I consider myself an early adopter when it comes to technology. There is something exciting about being among the first to try new technology products and services. So why have I not gotten on the bandwagon when it comes to wearable technology?
I’m active and would enjoy the benefits of a Nike fuel band. The concept of wearing Google glasses would allow me to see and interact with information in a smartphone-like, hands-free format and sounds intriguing. And while I probably wouldn’t read a murder novel while wearing MIT’s Sensory Fiction vest, the thought of being able to experience a characters’ emotions and physical state through discrete tangible feedback is amazing.
According to market analysis by Juniper Research, wearable technology is on track to hit $19 billion in revenue by 2019 from an estimated $1.4 billion in 2013. While all this technology is cool and very state-of-the-art, some of it also has the potential to invade one’s privacy. I am fine with giving up a bit of privacy when surfing the Internet or logging on to my social media accounts but I do have a problem speaking to someone wearing Google glasses because I have no idea if the conversation is being recorded. It’s not that I think I’ll say something that shouldn’t be repeated; it’s just out of principal.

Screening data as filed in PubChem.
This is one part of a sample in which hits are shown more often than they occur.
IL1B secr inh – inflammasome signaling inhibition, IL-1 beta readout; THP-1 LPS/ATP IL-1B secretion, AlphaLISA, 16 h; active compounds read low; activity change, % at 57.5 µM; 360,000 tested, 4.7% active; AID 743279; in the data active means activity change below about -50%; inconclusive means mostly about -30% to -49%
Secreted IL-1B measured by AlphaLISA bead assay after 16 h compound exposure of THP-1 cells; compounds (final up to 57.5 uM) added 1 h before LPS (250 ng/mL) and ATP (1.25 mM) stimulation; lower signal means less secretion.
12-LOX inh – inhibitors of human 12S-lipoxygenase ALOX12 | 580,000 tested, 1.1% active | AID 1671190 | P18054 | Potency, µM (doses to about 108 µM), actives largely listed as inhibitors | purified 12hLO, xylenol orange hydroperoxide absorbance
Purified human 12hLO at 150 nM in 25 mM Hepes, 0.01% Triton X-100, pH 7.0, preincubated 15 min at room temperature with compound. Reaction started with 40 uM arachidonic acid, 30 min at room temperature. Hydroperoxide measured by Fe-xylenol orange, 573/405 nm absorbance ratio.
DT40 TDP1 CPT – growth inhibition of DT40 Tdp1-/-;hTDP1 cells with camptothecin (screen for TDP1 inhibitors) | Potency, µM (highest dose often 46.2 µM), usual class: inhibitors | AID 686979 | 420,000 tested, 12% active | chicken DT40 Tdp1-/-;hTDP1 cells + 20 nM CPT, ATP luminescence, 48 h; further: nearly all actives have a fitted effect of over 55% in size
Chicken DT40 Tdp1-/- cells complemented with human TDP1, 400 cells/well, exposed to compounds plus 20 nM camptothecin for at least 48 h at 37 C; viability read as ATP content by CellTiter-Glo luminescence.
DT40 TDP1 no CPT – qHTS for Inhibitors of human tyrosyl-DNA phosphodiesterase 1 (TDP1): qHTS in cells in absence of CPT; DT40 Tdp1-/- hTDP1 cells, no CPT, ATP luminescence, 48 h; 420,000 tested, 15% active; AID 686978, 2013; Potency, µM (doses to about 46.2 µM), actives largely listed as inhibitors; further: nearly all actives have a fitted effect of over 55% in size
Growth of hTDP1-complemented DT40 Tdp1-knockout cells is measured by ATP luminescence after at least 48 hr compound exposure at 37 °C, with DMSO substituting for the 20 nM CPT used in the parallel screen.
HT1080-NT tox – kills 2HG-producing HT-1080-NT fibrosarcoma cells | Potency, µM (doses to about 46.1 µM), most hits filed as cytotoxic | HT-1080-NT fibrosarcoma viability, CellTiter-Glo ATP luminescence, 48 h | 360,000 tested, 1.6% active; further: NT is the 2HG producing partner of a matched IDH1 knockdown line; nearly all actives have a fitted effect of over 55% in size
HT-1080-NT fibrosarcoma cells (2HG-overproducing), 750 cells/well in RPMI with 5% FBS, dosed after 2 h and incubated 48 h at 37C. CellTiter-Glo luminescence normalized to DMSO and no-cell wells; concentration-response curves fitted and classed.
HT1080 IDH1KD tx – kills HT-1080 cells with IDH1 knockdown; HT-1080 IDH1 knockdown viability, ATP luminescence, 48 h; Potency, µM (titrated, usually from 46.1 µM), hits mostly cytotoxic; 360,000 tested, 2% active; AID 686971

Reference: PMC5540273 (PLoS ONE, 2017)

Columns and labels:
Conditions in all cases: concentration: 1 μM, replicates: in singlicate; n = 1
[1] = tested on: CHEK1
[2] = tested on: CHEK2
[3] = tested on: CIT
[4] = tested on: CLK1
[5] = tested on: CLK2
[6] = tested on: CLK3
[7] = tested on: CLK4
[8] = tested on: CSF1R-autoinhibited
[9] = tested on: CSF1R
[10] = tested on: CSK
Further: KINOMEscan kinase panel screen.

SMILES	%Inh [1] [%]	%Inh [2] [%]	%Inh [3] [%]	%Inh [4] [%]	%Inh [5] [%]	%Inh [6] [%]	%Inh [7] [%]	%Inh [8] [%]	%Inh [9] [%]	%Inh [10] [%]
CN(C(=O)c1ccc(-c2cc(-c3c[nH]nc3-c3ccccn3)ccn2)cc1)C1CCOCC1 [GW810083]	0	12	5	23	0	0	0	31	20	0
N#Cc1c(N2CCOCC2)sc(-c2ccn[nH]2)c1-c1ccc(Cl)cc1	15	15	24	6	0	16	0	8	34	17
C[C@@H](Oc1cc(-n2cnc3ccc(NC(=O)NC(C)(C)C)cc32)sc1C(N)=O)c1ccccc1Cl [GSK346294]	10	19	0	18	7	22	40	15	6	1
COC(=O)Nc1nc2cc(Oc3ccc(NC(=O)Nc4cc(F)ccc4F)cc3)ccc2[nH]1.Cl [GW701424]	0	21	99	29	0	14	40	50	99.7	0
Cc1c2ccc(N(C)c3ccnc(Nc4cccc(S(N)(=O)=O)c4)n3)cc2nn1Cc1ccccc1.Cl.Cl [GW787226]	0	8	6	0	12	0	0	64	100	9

Most wearable devices also aren’t fashionable and some are even ugly and bulky. If wearable technology is to catch on, companies have to consider how the average person would routinely wear such a device on a daily basis with their current wardrobe as to not attract unwanted attention because they look like a freak. I commend Tory Burch for designing a line for Fitbit, as this may be one device I will purchase and proudly wear. And the Apple Watch is beautiful and sleek, but I’m not sure I want to purchase an expensive watch that has the same functionality as my smartphone.
Can wearable devices be helpful? Absolutely! Certain types of wearable devices will gain traction, particularly in the medical/health-related markets, but there are cons as well. My overall fear is that wearable technology will continue to change the way we interact with each other, and not necessarily for the better.
It all boils down to whether we use these devices to focus and augment our activities or to distract. It is up to us to be mindful that while we are connecting online and via these devices it should never replace offline relationships, as face-to-face communication is essential.
How do you feel about wearable technology? Will it become a functioning part of our everyday lives? Do you think it has the potential to change the current way you communicate with someone?